Ranson Paul b Limoges, 1864; d Paris, 20 Feb 1909. French painter and designer. The son of a successful local politician, Ranson was encouraged from the outset in his artistic ambitions. He studied at the Ecoles des Arts Decoratifs in Limoges and Paris but transferred in 1886 to the Acadйmie Julian. There he met Paul Sйrusier and in 1888 became one of the original members of the group known as the NABIS. From 1890 onwards, Ranson and his wife France hosted Saturday afternoon meetings of the Nabis in their apartment in the Boulevard du Montparnasse, jokingly referred to as ‘Le Temple’. Ranson acted as linchpin for the sometimes dispersed group. Noted for his enthusiasm and wit and for his keen interests in philosophy, theosophy and theatre, he brought an element of esoteric ritual to their activities. For example he introduced the secret Nabi language and the nicknames used familiarly within the group. He also constructed a puppet theatre in his studio for which he wrote plays that were performed by the Nabis before a discerning public of writers and politicians.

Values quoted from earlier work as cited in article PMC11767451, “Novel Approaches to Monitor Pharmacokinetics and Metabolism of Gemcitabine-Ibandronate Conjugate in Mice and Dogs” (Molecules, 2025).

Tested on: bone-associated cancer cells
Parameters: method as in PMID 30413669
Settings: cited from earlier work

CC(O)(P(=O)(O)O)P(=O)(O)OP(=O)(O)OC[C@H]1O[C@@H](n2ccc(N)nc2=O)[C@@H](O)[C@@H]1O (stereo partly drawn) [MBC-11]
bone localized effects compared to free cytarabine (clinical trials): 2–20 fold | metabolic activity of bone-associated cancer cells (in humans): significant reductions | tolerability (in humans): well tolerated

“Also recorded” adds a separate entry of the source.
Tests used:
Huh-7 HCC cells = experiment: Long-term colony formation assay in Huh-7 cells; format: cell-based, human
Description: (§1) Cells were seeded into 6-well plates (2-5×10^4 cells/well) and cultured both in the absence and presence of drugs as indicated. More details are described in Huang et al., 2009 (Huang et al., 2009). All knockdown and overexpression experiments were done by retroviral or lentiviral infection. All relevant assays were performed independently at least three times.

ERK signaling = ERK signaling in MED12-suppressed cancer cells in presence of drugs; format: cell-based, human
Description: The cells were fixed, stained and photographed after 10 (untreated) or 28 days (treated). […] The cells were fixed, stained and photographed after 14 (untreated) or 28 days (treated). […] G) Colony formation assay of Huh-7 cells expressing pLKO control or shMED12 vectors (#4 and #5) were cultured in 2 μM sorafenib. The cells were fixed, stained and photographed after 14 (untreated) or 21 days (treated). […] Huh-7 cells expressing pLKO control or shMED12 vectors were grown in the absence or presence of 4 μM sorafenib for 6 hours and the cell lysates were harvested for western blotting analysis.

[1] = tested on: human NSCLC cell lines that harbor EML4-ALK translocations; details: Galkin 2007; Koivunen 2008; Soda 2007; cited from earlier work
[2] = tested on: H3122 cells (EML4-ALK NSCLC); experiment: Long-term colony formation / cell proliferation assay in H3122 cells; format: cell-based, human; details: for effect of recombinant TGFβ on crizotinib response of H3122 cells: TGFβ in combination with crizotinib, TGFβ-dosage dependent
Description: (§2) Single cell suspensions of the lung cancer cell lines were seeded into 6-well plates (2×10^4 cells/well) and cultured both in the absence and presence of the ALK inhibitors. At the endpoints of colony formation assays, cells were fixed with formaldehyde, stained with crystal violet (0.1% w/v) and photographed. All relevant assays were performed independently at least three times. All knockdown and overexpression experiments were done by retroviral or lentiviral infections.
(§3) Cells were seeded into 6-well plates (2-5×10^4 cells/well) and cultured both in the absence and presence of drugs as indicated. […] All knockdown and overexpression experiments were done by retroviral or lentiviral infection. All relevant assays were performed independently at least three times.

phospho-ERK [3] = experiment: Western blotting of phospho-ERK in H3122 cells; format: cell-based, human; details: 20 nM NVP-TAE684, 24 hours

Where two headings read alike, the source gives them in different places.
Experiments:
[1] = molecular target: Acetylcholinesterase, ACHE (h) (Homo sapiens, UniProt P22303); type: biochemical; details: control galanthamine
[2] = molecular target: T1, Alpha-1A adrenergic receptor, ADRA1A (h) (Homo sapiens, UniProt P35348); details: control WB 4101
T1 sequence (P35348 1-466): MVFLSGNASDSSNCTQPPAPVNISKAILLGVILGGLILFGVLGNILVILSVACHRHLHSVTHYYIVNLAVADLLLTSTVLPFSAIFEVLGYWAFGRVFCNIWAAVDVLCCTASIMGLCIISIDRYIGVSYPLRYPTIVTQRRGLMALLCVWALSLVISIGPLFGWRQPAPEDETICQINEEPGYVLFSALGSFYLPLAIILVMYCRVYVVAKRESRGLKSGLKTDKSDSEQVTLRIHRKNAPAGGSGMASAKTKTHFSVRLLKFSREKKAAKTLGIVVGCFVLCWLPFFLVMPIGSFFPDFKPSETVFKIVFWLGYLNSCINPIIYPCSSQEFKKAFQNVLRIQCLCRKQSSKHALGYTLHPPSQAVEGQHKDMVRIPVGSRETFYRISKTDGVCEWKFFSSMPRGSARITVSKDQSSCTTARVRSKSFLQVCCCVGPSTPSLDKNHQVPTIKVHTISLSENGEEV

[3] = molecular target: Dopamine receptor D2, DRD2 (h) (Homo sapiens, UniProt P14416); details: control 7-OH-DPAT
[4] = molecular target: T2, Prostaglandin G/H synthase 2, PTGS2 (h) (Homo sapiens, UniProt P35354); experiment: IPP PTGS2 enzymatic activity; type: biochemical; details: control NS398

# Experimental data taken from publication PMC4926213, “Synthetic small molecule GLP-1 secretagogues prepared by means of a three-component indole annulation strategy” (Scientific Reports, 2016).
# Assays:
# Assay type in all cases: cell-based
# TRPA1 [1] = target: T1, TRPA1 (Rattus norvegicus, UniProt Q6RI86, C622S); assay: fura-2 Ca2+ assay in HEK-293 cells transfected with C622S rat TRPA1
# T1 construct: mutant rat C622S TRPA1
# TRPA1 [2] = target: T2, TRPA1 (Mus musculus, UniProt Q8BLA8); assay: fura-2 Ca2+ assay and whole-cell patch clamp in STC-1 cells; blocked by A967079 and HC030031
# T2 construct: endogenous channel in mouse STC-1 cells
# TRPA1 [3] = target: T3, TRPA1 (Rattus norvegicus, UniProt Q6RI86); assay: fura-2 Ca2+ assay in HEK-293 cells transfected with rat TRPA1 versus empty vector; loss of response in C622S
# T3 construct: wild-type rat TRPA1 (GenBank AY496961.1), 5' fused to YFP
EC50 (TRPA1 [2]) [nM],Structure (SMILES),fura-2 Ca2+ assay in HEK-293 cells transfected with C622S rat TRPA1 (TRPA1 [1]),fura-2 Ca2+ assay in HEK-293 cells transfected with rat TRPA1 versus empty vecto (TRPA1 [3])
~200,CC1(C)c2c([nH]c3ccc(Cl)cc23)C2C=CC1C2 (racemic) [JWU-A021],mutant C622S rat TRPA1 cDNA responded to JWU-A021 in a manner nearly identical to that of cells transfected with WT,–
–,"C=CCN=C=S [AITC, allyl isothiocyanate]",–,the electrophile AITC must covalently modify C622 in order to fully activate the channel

Raphael (1483-1520). Raffaello Sanzio, Italian painter, with Michelangelo and Leonardo da Vinci one of the three masters of the High Renaissance. Born at Urbino, already a flourishing centre of the arts, and the son of a painter, R. was brought into contact with the highest artistic achievements from childhood. He was trained by Perugino, who was then at the height of his own career. R.'s precocious talent was recognized long before he was 20 and his early Vision of a Knight shows an astonishing maturity. R. was astute enough to realize that the art of Leonardo and Michelangelo was transforming the whole conception of painting and in 1S04 he went to Florence to study it. Betrothal of life Virgin (1 S04) shows the transition between the teaching of Perugino and the assertion of the new influences. R.'s colour and the emotional qualities of his work always remained within the tradition of Central Italian painting, while his sense of composition and the dynamic power of his draughtsmanship were learned from the Florentines. Early portraits too, show how much he owed to Leonardo's Mono Lisa, e.g. Maddalena Doni. In his Madonnas, e.g. La Bella Jardiniere (c. 1520), the influence of Fra Bartolommeo is combined with that of Leonardo's drawings of St Anne with the Madonna and Child, e.g. Madonna with the Goldfinch and Madonna del Granduca. By 1508 R. was receiving offers from both the French court and the Pope; late in that year he went to Rome to take part in the grandiose decorative schemes of Pope Julius II for the new Papal apartments in the Vatican. R.'s response to the enormous artistic challenge his part of the scheme presented is also one of those astonishing 'leaps forward' in art history and is matched, perhaps, only by Masaccio's painting of the frescoes in the Carmine church, Florence, 100 years earlier, and the exactly contemporary (1508—1 2) frescoes of Michelangelo in the Sistine Chapel. When he found himself the peer and rival of Michelangelo R. was 26. Considered for their composition alone, The School of Athens, Parnassus and Disputa) (Disputation concerning the Holy Sacrament) are probably supreme in art. They were immediately studied by every artist in Rome and remained an 'art school in themselves'. At the same time R. was painting portraits such as the celebrated Young Cardinal. The next 8 years were, indeed, a record of astonishing achievement: R. and his assistants continued the Vatican frescoes — in the Stanza d'Eliodoro there is a richer use of colour, esp. in The Mass of Bolsena; while in the Stanza dell' Incendio del Borgo the almost forced dramatic quality shows his study of the Michelangelo frescoes. In 1514 R. was preferred to Michelangelo by the new Pope, Leo X, as successor to Bramante, architect-in-charge of St Peter's. In 1518 he was to be made, with A. da Sangallo, 'Superintendent of the Streets of Romе', which made him responsible for town planning as well as for the day-to-day upkeep of the entire city. Before this, he had decorated the Farnesina Villa (1514). The famous Galatea is, with Botticelli's Venus and Primavera, the supreme Renaissance evocation of the classical 'Golden Age'; it is also unmatched in its interpretation of spontaneous and graceful female action. The classical themes remind one too, that R. was also responsible for the Papal colls of antiquities. In 1515—16, R. drew the cartoons for the tapestries which, woven m Flanders, were hung in the Sistine Chapel. 7 of the cartoons are preserved. Yet he also found time to paint altarpieces, e.g. The Sistine Madonna and The Transfiguration, a painting left unfinished when he died of fever. It was completed by *Giuho Romano, one of the founders of the Mannerist school which borrowed so much from R.